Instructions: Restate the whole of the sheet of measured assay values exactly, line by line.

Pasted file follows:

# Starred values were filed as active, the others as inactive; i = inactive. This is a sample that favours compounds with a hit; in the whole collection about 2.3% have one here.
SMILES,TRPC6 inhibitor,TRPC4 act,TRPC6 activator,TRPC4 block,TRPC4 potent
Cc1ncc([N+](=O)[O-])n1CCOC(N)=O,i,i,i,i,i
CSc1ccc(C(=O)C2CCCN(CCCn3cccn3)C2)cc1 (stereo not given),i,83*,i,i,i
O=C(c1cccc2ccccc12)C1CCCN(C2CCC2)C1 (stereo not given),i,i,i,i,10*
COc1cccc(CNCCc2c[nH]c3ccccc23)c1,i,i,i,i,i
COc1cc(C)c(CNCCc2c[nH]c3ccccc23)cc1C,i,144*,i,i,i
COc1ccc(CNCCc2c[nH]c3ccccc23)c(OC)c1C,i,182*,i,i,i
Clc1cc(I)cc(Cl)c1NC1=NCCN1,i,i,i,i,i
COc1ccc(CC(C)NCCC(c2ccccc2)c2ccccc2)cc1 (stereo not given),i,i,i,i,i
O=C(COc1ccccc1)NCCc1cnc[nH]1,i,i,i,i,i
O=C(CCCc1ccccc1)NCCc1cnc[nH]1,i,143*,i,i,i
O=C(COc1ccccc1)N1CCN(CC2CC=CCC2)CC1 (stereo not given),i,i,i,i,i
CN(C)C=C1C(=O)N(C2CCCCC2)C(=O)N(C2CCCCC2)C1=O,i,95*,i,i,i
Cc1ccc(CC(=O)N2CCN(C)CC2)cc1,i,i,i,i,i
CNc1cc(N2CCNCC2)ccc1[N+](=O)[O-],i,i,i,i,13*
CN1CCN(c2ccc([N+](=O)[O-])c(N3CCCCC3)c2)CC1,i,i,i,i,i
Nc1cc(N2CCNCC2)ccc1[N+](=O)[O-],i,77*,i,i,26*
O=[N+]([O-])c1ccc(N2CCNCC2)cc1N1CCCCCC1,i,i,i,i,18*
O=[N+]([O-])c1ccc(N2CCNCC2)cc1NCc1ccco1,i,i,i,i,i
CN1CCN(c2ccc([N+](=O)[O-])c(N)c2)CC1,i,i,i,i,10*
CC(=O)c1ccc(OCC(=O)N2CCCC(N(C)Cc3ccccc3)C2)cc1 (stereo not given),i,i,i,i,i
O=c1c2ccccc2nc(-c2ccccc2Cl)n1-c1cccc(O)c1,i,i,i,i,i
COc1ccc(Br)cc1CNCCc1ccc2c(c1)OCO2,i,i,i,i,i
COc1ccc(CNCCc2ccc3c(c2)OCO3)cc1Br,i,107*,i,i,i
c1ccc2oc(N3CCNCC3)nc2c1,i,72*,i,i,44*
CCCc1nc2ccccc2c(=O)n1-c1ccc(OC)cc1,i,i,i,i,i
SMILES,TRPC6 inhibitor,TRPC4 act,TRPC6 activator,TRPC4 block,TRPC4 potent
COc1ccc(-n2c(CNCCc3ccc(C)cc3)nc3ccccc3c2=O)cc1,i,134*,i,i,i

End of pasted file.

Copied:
# Starred values were filed as active, the others as inactive; i = inactive. This is a sample that favours compounds with a hit; in the whole collection about 2.3% have one here.
SMILES,TRPC6 inhibitor,TRPC4 act,TRPC6 activator,TRPC4 block,TRPC4 potent
Cc1ncc([N+](=O)[O-])n1CCOC(N)=O,i,i,i,i,i
CSc1ccc(C(=O)C2CCCN(CCCn3cccn3)C2)cc1 (stereo not given),i,83*,i,i,i
O=C(c1cccc2ccccc12)C1CCCN(C2CCC2)C1 (stereo not given),i,i,i,i,10*
COc1cccc(CNCCc2c[nH]c3ccccc23)c1,i,i,i,i,i
COc1cc(C)c(CNCCc2c[nH]c3ccccc23)cc1C,i,144*,i,i,i
COc1ccc(CNCCc2c[nH]c3ccccc23)c(OC)c1C,i,182*,i,i,i
Clc1cc(I)cc(Cl)c1NC1=NCCN1,i,i,i,i,i
COc1ccc(CC(C)NCCC(c2ccccc2)c2ccccc2)cc1 (stereo not given),i,i,i,i,i
O=C(COc1ccccc1)NCCc1cnc[nH]1,i,i,i,i,i
O=C(CCCc1ccccc1)NCCc1cnc[nH]1,i,143*,i,i,i
O=C(COc1ccccc1)N1CCN(CC2CC=CCC2)CC1 (stereo not given),i,i,i,i,i
CN(C)C=C1C(=O)N(C2CCCCC2)C(=O)N(C2CCCCC2)C1=O,i,95*,i,i,i
Cc1ccc(CC(=O)N2CCN(C)CC2)cc1,i,i,i,i,i
CNc1cc(N2CCNCC2)ccc1[N+](=O)[O-],i,i,i,i,13*
CN1CCN(c2ccc([N+](=O)[O-])c(N3CCCCC3)c2)CC1,i,i,i,i,i
Nc1cc(N2CCNCC2)ccc1[N+](=O)[O-],i,77*,i,i,26*
O=[N+]([O-])c1ccc(N2CCNCC2)cc1N1CCCCCC1,i,i,i,i,18*
O=[N+]([O-])c1ccc(N2CCNCC2)cc1NCc1ccco1,i,i,i,i,i
CN1CCN(c2ccc([N+](=O)[O-])c(N)c2)CC1,i,i,i,i,10*
CC(=O)c1ccc(OCC(=O)N2CCCC(N(C)Cc3ccccc3)C2)cc1 (stereo not given),i,i,i,i,i
O=c1c2ccccc2nc(-c2ccccc2Cl)n1-c1cccc(O)c1,i,i,i,i,i
COc1ccc(Br)cc1CNCCc1ccc2c(c1)OCO2,i,i,i,i,i
COc1ccc(CNCCc2ccc3c(c2)OCO3)cc1Br,i,107*,i,i,i
c1ccc2oc(N3CCNCC3)nc2c1,i,72*,i,i,44*
CCCc1nc2ccccc2c(=O)n1-c1ccc(OC)cc1,i,i,i,i,i
SMILES,TRPC6 inhibitor,TRPC4 act,TRPC6 activator,TRPC4 block,TRPC4 potent
COc1ccc(-n2c(CNCCc3ccc(C)cc3)nc3ccccc3c2=O)cc1,i,134*,i,i,i